15. 1.) I usually review a book a few days after finishing it (unless it's due back at the library). But I finished two books a week ago and still haven't reviewed them because I've been so busy with things.

    2.) No, I don't review every book I read. Sometimes I don't feel like writing a review or I just don't have anything to say about the book. It's really hard for me to review books that I LOVE (but I do try my hardest to write up a review of those!).

    3.) I always have to start my review on paper, I can't just type one up on the computer. I usually just make a list of things I may want to include in the review and then just start writing. Sometimes I can write a review in one sitting and sometimes it takes a couple days.

  16. Oh gosh. I do it all. Sometimes write up my review right away, sometimes I wait. Sometimes I take notes as I read, sometimes I don't. I do review everything that I read though!

  17. As someone who would like to start reviewing but not sure if I'd be any good - this makes interesting reading. Thanks for this post and all the comments :)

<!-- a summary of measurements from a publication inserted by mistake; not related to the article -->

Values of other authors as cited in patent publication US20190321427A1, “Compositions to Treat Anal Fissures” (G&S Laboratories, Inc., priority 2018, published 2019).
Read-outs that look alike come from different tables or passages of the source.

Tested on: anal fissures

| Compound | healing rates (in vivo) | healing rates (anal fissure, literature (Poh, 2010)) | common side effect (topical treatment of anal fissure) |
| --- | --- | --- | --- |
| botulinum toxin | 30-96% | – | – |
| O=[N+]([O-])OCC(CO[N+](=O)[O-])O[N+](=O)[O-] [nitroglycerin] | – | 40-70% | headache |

18. I started out by reviewing every book I could get my hands on. I figured that it would be good practice to hone my reviewing skills. However, now that I'm further in I only review books I love! Publishers say all the time that they don't mind if you don't review every book they send you, as long a you let them know.

    As for how I review, I mainly wait a day after I read a book so I can let it all sink in. Then I sit down and just type a stream of consciousness, that I then go back and revise. After trying and failing to take notes while reading, this works best for me :).

  19. I'm not in the habit of taking notes so I tend to write my review within one or two days so that I don't forget what I want to say and tinker with it for another day or two. I read about a book a week so I try and write about every book, although I won't beat myself up if I don't.